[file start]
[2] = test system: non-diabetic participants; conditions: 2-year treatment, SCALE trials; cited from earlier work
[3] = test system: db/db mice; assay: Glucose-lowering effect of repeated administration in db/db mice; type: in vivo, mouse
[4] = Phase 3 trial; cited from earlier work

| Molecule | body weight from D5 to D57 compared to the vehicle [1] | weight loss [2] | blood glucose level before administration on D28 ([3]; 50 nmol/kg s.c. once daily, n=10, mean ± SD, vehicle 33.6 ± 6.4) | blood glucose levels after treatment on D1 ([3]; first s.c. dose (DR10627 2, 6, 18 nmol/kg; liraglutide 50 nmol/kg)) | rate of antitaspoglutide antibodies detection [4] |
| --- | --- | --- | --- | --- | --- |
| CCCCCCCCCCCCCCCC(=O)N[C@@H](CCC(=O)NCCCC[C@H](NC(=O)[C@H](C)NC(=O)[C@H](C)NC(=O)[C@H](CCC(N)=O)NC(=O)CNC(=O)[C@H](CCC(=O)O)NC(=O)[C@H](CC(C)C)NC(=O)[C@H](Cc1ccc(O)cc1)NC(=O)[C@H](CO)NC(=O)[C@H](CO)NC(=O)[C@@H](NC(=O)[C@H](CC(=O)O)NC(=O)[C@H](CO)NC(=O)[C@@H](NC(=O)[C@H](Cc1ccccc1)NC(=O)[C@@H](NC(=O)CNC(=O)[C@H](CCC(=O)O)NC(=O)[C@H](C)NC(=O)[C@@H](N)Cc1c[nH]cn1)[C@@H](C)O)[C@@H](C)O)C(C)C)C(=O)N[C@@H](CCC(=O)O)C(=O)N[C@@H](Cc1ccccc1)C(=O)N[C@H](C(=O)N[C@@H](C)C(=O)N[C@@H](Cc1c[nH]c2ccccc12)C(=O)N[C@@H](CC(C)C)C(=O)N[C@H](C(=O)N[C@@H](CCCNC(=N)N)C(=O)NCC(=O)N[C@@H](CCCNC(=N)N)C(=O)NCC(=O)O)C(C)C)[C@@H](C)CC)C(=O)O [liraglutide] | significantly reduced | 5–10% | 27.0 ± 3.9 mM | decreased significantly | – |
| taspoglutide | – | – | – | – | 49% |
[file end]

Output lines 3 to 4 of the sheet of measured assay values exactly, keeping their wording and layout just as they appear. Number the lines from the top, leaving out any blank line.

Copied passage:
[4] = Phase 3 trial; cited from earlier work

| Molecule | body weight from D5 to D57 compared to the vehicle [1] | weight loss [2] | blood glucose level before administration on D28 ([3]; 50 nmol/kg s.c. once daily, n=10, mean ± SD, vehicle 33.6 ± 6.4) | blood glucose levels after treatment on D1 ([3]; first s.c. dose (DR10627 2, 6, 18 nmol/kg; liraglutide 50 nmol/kg)) | rate of antitaspoglutide antibodies detection [4] |